Of all police departments in the world, the New York City Police Department (NYPD) is undoubtedly one of the most prolific in the public eye. Policing a city of more than 8 million people is no easy task, and a major part of that effort relies on the NYPD fleet services division, one of the largest police fleets in the country.
“Fleet services is part of our support services bureau,” says Deputy Commissioner of Support Services Bureau Robert Martinez. “The bureau also includes the property clerk division, printing section and central records division.”
Pieces of the Puzzle
Within the support services bureau, the smallest part is the printing section, which remains important even as the world becomes more digital. During Superstorm Sandy, for example, the division had to print different collateral to provide citizens with information on issues such as shelter locations and the status of power. Operations manuals and patrol guides are other examples of print materials, which are often printed in many languages.
The central records division coordinates and oversees all hard copy and electronic records of items such as public inquiries and background checks. Many records are now being remediated after suffering damage during Sandy.
The property clerk division is one of the most important aspects of the justice system behind the scenes, as it takes care of all evidence collected at crime scenes. Evidence in murder and rape is held forever, as is evidence related to notorious cases. The support services department is currently building a new $400 million warehouse for evidence storage.
Then there is the fleet services division, with an infrastructure that includes 13 maintenance shops. It maintains police vehicles and repair vehicles for the city’s departments of transportation and environmental protection. The fleet division is responsible for NYPD vehicle purchases and contracts.
“Our fleet includes cars, trucks, motorcycles, three-wheel scooters and two-wheel scooters,” Martinez says. “There are 150 different makes and models within the fleet. We also strive to be one of the greenest police fleets, as we have 1,800 hybrid vehicles and a handful of electric vehicles.”
Ironically, though the size of the fleet is substantial, it is relatively small compared to the size of the department’s employment figures. With slightly less than 10,000 vehicles for more than 50,000 people, the ratio of vehicles to personnel is low. “Everything in the support services bureau is a piece of the puzzle, the foundation behind the scenes in many ways,” Martinez explains. “Fleet and property are critical to the justice system. Our fleet helps keep law and order, as police officers need their vehicles to conduct police activity. The city agencies we serve need their fleets to do their jobs. The fleet is a critical tool of the city government.”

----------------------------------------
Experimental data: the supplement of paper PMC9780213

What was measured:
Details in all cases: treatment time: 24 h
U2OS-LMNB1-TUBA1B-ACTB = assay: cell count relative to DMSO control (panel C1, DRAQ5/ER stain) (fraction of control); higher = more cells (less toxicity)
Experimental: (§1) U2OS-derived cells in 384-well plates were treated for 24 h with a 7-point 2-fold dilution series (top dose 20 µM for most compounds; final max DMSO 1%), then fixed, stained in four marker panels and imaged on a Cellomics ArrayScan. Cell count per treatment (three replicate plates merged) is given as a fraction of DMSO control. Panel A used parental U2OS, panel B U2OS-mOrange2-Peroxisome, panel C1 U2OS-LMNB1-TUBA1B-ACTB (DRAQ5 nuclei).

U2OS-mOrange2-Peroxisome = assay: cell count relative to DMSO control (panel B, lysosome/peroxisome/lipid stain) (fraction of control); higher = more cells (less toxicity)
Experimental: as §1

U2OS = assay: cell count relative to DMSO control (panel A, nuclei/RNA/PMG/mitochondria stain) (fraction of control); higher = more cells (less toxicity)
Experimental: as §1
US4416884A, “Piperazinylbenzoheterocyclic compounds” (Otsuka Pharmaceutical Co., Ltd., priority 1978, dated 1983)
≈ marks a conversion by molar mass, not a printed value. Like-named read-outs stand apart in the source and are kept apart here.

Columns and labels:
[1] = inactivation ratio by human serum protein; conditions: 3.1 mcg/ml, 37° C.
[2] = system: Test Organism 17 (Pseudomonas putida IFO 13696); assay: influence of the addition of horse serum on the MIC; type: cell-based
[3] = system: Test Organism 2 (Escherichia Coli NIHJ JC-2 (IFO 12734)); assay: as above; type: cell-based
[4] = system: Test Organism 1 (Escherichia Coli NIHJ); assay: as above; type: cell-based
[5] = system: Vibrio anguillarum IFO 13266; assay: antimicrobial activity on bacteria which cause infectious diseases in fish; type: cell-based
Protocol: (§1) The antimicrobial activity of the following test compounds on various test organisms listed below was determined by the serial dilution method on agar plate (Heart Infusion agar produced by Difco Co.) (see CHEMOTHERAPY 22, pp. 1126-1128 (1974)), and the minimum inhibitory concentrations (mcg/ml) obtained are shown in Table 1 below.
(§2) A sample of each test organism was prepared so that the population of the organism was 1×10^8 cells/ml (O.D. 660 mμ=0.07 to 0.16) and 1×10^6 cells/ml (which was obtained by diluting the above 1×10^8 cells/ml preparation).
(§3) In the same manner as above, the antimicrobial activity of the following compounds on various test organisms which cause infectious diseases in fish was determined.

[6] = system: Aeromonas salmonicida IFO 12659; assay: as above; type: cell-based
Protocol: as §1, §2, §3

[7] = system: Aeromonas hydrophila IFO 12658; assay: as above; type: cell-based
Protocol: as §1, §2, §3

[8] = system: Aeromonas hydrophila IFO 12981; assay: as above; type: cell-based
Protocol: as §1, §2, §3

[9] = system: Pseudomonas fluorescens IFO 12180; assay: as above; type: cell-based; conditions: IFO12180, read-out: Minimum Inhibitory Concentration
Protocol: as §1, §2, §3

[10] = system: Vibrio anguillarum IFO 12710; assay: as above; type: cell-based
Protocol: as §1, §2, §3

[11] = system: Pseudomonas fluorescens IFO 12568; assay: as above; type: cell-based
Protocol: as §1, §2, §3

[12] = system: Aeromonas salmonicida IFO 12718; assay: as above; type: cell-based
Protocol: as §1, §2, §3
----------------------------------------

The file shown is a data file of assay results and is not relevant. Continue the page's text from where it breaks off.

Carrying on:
The fleet services division has gone through a number of transformative efforts in recent years. Part of that transformation has come through consolidation, which is why the NYPD fleet services division maintains vehicles for the departments of transportation and environmental protection.
“As part of that consolidation, there was an unused department of transportation shop at 158th Street that was a great location,” Martinez says. “The city invested $20 million in making it state of the art with 20 bays. Our shops are now spread throughout all of the boroughs.”
Another transformation was the creation of FleetStat. Similar to the police department’s pioneering CompStat program for utilizing date to reduce crime, improve quality of life and manage personnel and resources, FleetStat allows fleet to use data and analytics to manage vehicles.
The fleet services division is also making investments related to increased storm activity and vehicle functionality. It is investing in all-wheel drive and four-wheel drive vehicles while making sure vehicles are ergonomic and have space for critical equipment like tablets and laptops.
“We have changed our policy to invest in fewer hybrids and more all-wheel drive and four-wheel drive vehicles in order to enhance the police fleet,” Martinez says.
As for preparing for future storms, the bureau is retooling after a number of facilities and vehicles suffered damage during Sandy. The new property clerk division warehouse, complete with climate controls and automated systems, will be part of an ongoing effort for the bureau.
“We will also continue the push for bigger vehicles that can meet the ergonomic and equipment requirements of a modern police department,” Martinez says. “Vehicles must be able to interface with body camera technology, and we are looking at ways police vehicles such as buses and mobile command centers can be better designed and used for moving prisoners and emergency response. These are exciting times for the division, as we have the support from the mayor and city council to move forward.”